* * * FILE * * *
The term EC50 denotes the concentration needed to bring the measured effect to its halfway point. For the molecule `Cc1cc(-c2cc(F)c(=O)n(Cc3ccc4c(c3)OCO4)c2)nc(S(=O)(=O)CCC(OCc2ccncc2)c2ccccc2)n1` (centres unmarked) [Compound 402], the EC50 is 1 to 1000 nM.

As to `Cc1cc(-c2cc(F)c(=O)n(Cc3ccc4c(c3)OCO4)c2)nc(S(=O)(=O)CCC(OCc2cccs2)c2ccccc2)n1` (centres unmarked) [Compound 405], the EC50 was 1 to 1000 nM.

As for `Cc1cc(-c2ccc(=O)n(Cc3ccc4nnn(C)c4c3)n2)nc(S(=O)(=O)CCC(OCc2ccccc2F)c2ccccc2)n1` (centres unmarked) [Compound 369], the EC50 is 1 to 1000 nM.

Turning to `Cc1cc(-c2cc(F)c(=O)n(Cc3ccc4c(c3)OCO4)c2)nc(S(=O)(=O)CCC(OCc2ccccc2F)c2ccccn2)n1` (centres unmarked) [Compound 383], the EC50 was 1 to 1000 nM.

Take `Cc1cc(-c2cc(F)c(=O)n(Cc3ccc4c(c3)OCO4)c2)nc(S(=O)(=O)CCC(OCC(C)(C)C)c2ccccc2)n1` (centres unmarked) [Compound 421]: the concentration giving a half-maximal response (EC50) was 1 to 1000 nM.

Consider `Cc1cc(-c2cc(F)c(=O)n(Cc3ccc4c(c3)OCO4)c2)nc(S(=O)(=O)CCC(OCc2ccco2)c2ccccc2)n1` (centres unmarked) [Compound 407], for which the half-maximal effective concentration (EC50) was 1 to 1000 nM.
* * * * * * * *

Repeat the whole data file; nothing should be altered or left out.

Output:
The term EC50 denotes the concentration needed to bring the measured effect to its halfway point. For the molecule `Cc1cc(-c2cc(F)c(=O)n(Cc3ccc4c(c3)OCO4)c2)nc(S(=O)(=O)CCC(OCc2ccncc2)c2ccccc2)n1` (centres unmarked) [Compound 402], the EC50 is 1 to 1000 nM.

As to `Cc1cc(-c2cc(F)c(=O)n(Cc3ccc4c(c3)OCO4)c2)nc(S(=O)(=O)CCC(OCc2cccs2)c2ccccc2)n1` (centres unmarked) [Compound 405], the EC50 was 1 to 1000 nM.

As for `Cc1cc(-c2ccc(=O)n(Cc3ccc4nnn(C)c4c3)n2)nc(S(=O)(=O)CCC(OCc2ccccc2F)c2ccccc2)n1` (centres unmarked) [Compound 369], the EC50 is 1 to 1000 nM.

Turning to `Cc1cc(-c2cc(F)c(=O)n(Cc3ccc4c(c3)OCO4)c2)nc(S(=O)(=O)CCC(OCc2ccccc2F)c2ccccn2)n1` (centres unmarked) [Compound 383], the EC50 was 1 to 1000 nM.

Take `Cc1cc(-c2cc(F)c(=O)n(Cc3ccc4c(c3)OCO4)c2)nc(S(=O)(=O)CCC(OCC(C)(C)C)c2ccccc2)n1` (centres unmarked) [Compound 421]: the concentration giving a half-maximal response (EC50) was 1 to 1000 nM.

Consider `Cc1cc(-c2cc(F)c(=O)n(Cc3ccc4c(c3)OCO4)c2)nc(S(=O)(=O)CCC(OCc2ccco2)c2ccccc2)n1` (centres unmarked) [Compound 407], for which the half-maximal effective concentration (EC50) was 1 to 1000 nM.